Better visibility on search engines meant more users landing on your website's content. More users landing on the website meant more revenue.
That discipline later evolved to also offer a paid option for getting users into your sites -- now considered one of the primary money makers for search engines.
15 years after, people still use search, true -- but not as much as they used to, and in my opinion, will barely do so in the future.
Why? People have no idea what they want to do next, so how can they search for it?
The world is transforming from actively pursuing to passively discovering. People might search for an article or a video, but then discovery vehicles will get the user to bounce from one piece of content to another. In fact, I'm not even sure that search will remain to be the anchor as it is today for people to land on the first article or video. As an example -- social channels are already getting massive momentum and users are spending more time on them (Facebook versus Google)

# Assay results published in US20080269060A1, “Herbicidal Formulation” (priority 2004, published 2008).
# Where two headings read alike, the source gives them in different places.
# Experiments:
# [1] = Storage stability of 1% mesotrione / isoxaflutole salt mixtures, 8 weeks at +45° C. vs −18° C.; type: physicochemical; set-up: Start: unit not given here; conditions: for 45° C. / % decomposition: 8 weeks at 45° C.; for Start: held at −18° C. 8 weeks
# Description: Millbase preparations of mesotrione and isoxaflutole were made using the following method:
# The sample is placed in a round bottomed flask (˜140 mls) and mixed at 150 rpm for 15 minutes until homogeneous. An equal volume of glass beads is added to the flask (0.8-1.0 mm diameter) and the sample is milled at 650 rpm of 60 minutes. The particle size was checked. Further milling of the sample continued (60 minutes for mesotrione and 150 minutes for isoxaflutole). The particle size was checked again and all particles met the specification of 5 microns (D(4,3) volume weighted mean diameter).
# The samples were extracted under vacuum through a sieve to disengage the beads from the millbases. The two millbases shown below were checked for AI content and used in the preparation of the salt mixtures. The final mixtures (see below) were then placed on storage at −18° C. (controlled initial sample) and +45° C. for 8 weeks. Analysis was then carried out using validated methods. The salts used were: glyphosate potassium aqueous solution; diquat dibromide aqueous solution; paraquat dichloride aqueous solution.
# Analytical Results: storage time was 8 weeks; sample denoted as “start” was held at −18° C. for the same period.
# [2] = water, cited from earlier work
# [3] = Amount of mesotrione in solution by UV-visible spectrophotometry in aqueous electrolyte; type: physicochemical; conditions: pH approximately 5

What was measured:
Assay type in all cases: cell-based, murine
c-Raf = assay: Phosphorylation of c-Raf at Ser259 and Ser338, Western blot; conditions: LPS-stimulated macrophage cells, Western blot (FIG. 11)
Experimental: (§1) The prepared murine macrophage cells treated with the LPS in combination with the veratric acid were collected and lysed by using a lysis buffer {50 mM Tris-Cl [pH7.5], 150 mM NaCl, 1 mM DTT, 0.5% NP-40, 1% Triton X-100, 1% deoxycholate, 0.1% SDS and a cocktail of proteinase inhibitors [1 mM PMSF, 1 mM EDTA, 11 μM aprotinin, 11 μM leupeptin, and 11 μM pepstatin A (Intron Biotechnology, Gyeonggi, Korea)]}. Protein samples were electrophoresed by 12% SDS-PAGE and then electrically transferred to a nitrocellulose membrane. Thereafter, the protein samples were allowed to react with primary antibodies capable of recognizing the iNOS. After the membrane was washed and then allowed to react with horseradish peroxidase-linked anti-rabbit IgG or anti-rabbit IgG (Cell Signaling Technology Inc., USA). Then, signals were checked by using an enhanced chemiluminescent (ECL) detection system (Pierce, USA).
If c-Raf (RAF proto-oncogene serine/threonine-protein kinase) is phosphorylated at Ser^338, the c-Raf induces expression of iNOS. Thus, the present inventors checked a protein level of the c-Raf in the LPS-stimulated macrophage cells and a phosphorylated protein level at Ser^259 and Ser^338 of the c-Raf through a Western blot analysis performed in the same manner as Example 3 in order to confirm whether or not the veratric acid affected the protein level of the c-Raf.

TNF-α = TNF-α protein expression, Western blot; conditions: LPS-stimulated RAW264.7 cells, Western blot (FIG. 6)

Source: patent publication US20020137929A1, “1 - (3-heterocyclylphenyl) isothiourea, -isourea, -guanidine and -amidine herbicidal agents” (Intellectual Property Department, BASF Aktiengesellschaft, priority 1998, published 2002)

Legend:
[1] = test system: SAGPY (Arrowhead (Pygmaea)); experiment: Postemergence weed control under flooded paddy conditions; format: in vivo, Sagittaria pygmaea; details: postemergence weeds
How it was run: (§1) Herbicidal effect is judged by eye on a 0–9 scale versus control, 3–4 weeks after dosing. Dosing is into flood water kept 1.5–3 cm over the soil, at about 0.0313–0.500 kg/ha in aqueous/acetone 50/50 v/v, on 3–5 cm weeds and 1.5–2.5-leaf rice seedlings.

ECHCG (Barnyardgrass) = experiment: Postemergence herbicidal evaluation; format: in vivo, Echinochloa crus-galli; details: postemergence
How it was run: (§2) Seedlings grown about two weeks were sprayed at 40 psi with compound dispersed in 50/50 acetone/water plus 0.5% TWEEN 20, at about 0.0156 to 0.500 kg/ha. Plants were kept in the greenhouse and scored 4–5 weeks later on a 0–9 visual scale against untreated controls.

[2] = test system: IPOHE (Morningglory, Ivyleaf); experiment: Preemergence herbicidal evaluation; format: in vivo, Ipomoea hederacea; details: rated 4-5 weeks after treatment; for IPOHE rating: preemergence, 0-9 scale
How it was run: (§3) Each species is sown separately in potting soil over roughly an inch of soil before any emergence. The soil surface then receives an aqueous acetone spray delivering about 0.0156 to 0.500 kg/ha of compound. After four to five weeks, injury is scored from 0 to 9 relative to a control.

The biggest asset on the Web, in my opinion, is "owning" where users go. Today it's primarily Google through its search engine -- a very lucrative business indeed. In the not-so-far future, I think that discovery tools -- from social vehicles to recommendation engines spread all around the web content pages, offering people content they might like from the Web -- will win.
If that's true, the huge market of optimizing search and paying for it (SEO/SEM) will slowly transform into optimizing and paying for Discovery tools that own users' attention and help navigate them to the "best next thing."
I would call it discovery engine optimization (DEO).